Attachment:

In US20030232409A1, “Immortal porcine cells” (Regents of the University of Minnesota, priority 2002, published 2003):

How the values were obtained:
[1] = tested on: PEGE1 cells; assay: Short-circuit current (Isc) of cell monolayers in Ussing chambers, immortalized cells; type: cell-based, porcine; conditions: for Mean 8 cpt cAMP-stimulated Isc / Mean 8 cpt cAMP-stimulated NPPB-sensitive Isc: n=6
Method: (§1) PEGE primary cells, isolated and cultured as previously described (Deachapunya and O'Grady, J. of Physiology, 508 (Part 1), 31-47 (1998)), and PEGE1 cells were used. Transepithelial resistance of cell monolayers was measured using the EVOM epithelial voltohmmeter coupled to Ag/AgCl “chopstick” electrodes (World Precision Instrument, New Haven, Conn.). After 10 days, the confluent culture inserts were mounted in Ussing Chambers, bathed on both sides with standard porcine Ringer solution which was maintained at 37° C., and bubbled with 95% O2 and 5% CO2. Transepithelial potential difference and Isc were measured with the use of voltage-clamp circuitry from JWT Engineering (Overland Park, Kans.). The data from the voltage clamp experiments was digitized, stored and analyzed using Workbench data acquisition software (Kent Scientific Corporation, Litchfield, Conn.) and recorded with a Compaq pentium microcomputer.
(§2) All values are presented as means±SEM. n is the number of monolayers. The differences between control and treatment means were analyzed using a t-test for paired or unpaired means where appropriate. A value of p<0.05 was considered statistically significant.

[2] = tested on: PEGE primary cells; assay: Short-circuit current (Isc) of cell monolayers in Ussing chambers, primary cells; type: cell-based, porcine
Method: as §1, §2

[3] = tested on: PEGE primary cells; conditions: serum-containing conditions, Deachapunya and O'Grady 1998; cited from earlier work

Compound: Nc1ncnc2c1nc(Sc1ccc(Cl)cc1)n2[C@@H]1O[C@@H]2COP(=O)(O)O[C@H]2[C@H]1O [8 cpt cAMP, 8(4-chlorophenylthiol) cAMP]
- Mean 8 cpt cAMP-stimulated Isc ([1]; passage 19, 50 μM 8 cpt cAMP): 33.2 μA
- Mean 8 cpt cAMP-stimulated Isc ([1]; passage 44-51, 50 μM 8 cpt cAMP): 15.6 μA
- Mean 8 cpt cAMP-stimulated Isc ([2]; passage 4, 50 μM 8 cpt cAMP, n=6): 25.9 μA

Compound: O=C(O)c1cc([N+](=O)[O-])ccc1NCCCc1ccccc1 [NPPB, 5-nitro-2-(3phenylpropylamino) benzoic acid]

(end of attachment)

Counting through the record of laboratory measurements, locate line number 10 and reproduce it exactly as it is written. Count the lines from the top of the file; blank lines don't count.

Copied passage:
- Mean 8 cpt cAMP-stimulated Isc ([1]; passage 19, 50 μM 8 cpt cAMP): 33.2 μA